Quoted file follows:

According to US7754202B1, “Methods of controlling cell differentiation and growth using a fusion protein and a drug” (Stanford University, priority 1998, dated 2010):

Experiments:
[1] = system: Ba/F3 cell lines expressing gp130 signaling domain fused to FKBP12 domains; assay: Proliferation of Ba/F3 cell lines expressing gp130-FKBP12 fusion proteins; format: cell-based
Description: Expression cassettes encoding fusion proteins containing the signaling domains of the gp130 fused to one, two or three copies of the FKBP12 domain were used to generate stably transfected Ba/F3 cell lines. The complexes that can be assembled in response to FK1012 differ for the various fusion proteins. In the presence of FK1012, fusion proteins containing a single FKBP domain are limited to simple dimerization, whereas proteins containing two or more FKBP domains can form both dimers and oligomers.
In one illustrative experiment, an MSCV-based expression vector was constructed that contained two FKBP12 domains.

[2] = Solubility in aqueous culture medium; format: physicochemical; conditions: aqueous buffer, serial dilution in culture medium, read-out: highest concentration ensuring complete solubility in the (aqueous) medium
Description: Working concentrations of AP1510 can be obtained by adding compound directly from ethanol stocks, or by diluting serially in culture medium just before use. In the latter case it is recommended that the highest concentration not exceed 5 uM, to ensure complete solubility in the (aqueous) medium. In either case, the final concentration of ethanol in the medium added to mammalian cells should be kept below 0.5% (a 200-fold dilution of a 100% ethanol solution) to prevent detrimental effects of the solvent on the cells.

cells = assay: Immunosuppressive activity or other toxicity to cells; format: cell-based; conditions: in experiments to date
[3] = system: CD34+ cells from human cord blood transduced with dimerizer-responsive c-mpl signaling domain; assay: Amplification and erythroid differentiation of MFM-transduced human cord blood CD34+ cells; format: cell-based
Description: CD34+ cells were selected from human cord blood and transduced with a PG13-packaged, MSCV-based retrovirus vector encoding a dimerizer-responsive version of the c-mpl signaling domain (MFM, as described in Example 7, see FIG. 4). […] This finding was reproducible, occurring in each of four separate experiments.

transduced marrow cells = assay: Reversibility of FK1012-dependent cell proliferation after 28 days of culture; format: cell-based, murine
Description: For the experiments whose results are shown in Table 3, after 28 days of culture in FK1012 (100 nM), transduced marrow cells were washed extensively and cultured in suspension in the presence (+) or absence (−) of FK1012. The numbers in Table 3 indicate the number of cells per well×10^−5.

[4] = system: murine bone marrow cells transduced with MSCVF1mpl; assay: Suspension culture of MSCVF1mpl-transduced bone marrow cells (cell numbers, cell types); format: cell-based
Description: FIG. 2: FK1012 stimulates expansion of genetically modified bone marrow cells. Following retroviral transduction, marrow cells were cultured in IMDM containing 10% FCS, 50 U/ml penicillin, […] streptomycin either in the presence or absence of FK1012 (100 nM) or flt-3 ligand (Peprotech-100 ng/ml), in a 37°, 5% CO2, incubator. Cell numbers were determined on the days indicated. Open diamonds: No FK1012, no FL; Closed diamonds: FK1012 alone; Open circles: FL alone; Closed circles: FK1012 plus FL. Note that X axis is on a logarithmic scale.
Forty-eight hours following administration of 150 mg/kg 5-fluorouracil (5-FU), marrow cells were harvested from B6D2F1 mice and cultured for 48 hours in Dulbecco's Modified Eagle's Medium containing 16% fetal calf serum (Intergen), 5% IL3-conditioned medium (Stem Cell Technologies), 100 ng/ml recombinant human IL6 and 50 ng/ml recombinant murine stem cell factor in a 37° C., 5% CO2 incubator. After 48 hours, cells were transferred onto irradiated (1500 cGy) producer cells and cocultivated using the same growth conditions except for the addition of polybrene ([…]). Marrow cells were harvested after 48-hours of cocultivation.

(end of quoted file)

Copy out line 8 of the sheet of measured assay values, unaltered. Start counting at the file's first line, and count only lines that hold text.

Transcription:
cells = assay: Immunosuppressive activity or other toxicity to cells; format: cell-based; conditions: in experiments to date